Rule #1: Snow before Windows. Now that that's taken care of....

Here is the start of the innards of those three files:

32bit for Windows 95 and Windows NT

Technical File Information:

Image File Header

Signature: 00004550
Machine: Intel 386
Number of Sections: 0004
Time Date Stamp: 3fb4dddf
Symbols Pointer: 00000000
Number of Symbols: 00000000
Size of Optional Header 00e0
Characteristics: Relocation info stripped from file.
File is executable (i.e. no unresolved external references).
Line numbers stripped from file.
Local symbols stripped from file.
32 bit word machine.

Image Optional Header

Magic: 010b
Linker Version: 6.00
Size of Code: 00005000
Size of Initialized Data: 0000f000
Size of Uninitialized Data: 00000000
Address of Entry Point: 00002889
Base of Code: 00001000
Blah, blah, yudda, yudda...

I think I know what these files are about. In the lines above there is the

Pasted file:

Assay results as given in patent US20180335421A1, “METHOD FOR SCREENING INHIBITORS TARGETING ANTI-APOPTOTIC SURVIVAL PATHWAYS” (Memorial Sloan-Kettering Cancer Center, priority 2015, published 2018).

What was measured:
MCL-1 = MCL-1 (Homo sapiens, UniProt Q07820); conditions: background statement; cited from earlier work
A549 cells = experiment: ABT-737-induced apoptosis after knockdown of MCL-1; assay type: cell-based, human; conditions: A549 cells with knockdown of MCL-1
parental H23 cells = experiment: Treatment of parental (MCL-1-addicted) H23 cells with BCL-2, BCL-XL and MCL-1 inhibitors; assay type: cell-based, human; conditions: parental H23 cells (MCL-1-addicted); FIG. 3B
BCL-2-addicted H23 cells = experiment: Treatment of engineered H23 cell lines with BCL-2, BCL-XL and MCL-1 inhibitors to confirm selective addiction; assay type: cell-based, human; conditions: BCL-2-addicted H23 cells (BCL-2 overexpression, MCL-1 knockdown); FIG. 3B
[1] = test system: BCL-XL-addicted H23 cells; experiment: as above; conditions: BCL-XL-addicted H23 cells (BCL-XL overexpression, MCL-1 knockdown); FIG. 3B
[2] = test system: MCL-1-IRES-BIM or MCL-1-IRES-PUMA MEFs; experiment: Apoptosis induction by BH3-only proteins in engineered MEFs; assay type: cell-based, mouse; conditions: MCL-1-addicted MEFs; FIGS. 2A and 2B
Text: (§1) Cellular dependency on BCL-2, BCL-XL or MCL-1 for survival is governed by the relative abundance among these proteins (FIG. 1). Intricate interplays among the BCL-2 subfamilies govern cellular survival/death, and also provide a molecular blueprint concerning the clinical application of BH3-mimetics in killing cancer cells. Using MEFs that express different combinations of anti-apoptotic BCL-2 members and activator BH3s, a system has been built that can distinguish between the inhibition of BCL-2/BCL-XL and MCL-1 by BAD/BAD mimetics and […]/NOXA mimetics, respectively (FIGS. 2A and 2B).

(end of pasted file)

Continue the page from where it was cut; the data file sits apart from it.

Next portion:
line "Magic: 010b". Because (in this case) ScanDisk needed to be run first
but wasn't, there were a couple of instances where Partition Magic couldn't
get through its DOS procedure. But it saved what it had done, because after
ScanDisk was run, the program raced through its original work in DOS and
finished up at the normal plodding speed. I uninstalled Partition Magic
after I was done, so if there were any lingering consequences, they should
be gone now. Anyway, I'm all shovelled out, so in case I'm wrong the route
to BestBuy is free and clear.

MS-DOS vdanye
Such as you quoted are usually setup.exe files or simlar. They may have
been critical update source files, or whatever.

If the PC is running okay as these are "chk" files now, don't sweat the

Scandisk and defrag should be run prior to any partition change with PM, or
imaging with an imaging program.
Nope.....the Magic:010b has nothing to do with Partition Magic. It is a "magic
number" included in the file type.
See here for more info:
Glen, when I clicked on that link, Wikipedia stated that it did not have
such an article, inviting me to begin ...?